Announcing Stack Overflow Documentation

We started with Q&A. Technical documentation is next, and we need your help.

Whether you're a beginner or an experienced developer, you can contribute.

Sign up and start helping → Learn more about Documentation →

I just found that when it comes to templates this code compiles in g++ 3.4.2 and works unless m() is not called:

template <typename T>
class C
     T e;

     	C(): e(0) {};

	void m()
        e = 0;

Now one may create and use instance

C<const int> c;

Until c.m() is not called there are no compile errors but is this legal?

share|improve this question
up vote 11 down vote accepted

Yes, this is legal. The template specification is that until a method is instantiated, it doesn't exist and therefor is not checked by the compiler. Here's the relevant bit from the spec:

14.7.1 - Implicit instantiation

-9- An implementation shall not implicitly instantiate a function template, a member template, a non-virtual member function, a member class or a static data member of a class template that does not require instantiation.

share|improve this answer
Broadly correct but to be more precise, it should speak about a method being instantiated, rather than invoked. Apart from invoking it, taking a member pointer to it will also do it; and if a method is virtual, it's implementation-defined whether instantiation is deferred or not. – Pavel Minaev Nov 26 '09 at 23:05
At least anything dependent on the template type. There is some confusion with non-dependent errors. E.g VC++ would accept even complete gibberish in the method as long as you don't invoke it (non-sense here;), however other compilers won't accept that even if you don't instantiate the template at all (which is probably more correct). – UncleBens Nov 26 '09 at 23:09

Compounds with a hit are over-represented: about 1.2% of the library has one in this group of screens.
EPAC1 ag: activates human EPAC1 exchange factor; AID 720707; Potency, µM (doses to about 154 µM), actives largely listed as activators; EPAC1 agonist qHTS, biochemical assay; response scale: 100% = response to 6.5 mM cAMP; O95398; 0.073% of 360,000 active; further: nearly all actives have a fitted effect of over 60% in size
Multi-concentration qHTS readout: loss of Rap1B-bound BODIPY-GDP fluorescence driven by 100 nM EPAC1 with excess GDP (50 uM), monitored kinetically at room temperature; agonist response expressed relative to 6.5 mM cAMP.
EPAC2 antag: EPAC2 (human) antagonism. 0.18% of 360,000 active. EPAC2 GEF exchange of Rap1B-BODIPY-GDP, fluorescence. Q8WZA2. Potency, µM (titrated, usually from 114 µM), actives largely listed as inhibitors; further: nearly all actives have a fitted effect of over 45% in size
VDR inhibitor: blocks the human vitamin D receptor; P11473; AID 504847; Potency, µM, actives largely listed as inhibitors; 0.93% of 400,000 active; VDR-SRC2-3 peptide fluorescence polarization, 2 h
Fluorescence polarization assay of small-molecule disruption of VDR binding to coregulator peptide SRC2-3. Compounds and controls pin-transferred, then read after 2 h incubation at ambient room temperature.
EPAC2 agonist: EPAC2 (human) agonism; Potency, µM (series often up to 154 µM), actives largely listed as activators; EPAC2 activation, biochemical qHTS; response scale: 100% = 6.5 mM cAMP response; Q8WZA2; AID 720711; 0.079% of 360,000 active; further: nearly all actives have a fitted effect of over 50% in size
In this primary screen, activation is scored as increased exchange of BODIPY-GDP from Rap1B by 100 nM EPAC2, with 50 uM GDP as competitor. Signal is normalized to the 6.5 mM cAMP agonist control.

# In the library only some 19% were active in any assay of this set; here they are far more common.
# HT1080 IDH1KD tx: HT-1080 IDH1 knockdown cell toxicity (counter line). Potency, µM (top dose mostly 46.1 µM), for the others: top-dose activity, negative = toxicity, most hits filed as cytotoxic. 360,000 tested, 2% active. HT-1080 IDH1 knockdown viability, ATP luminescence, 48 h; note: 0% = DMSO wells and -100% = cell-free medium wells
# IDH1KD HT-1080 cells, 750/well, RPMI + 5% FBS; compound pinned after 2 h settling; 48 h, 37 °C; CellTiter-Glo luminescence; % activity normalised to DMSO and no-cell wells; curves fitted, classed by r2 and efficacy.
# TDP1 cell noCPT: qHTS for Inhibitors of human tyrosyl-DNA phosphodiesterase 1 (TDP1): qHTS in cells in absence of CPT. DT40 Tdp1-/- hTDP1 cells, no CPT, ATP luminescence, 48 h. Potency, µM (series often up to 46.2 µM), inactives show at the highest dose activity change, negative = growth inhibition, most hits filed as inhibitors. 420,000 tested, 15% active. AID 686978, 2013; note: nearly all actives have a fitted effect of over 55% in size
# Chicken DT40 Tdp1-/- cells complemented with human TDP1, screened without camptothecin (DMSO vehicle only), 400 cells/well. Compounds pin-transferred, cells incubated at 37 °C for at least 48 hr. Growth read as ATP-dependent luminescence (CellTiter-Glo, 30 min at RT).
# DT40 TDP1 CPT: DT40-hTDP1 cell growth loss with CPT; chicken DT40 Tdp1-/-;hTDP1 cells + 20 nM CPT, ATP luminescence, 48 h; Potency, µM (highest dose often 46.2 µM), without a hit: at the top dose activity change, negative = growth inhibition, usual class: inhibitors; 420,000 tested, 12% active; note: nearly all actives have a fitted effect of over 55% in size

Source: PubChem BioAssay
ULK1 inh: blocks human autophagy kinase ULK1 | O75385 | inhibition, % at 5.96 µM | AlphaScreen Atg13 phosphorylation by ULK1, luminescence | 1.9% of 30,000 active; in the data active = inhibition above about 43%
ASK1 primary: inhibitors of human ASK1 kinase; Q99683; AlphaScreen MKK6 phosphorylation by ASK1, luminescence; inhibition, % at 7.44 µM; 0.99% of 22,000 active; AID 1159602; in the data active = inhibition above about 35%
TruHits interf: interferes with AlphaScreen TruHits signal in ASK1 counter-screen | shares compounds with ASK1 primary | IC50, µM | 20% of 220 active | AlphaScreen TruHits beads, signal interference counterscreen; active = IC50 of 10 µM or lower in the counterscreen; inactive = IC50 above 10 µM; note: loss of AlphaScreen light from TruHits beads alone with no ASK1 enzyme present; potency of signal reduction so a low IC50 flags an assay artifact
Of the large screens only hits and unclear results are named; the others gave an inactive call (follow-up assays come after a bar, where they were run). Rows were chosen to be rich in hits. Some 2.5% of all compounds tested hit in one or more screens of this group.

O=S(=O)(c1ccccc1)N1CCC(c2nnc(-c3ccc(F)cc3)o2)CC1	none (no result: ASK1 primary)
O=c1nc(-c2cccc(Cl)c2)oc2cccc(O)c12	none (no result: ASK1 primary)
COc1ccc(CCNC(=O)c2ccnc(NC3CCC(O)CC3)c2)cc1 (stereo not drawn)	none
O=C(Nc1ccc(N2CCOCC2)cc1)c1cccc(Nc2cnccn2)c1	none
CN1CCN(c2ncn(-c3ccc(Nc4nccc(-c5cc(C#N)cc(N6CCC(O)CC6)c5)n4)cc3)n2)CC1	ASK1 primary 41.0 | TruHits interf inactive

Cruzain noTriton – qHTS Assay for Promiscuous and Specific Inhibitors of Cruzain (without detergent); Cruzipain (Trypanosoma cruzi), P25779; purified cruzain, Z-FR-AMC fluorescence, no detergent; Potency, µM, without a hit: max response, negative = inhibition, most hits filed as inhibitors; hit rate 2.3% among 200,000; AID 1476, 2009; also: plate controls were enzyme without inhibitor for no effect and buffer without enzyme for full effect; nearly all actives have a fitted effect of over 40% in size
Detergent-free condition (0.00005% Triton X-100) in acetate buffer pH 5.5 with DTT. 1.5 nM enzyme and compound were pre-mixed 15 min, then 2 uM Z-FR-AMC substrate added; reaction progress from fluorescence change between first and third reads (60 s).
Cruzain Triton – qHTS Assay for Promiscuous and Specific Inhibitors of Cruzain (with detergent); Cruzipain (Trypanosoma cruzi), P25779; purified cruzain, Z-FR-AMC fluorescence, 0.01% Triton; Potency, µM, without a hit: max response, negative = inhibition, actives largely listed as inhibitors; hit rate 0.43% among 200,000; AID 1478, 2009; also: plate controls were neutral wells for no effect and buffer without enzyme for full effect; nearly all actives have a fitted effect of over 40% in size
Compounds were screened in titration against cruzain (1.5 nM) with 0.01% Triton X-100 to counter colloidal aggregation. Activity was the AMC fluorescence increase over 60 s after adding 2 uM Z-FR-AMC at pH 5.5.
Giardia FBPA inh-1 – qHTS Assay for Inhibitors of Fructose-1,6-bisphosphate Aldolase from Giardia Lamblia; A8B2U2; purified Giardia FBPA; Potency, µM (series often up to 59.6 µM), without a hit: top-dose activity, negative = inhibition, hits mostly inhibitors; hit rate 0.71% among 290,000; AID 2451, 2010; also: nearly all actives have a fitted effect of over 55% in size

I think it's in the same spirit as SFINAE - it lets you do things with templates which you can't otherwise do without a lot of defensive special-casing. Namely, write stuff that doesn't work with certain template parameters, and have that not matter as long as it doesn't need to work. I'd say this is a case - for instance you might write something to be a bounds-checked iterator over an array, and it would just naturally work over an array of const too. Quite rightly it would fail if a user did *it = 0; (because *it would return T& with T being a const-qualified type), but not before. – Steve Jessop Nov 27 '09 at 1:13
The Standard says that a template is ill-formed if no valid specialization can ever be generated out of it, but it says emitting a diagnostic is not required. In this case, however, "T" could be non-const, so the compiler cannot just emit an error for the template. And even if you would write "T const c;" as the member, it could be a class-type with a const "operator=". – Johannes Schaub - litb Nov 27 '09 at 8:40
You're right, in my example it's not the template member function which is wrong, it's the code which calls it. Oops. – Steve Jessop Nov 27 '09 at 13:50

Your Answer


By posting your answer, you agree to the privacy policy and terms of service.

Not the answer you're looking for? Browse other questions tagged or ask your own question.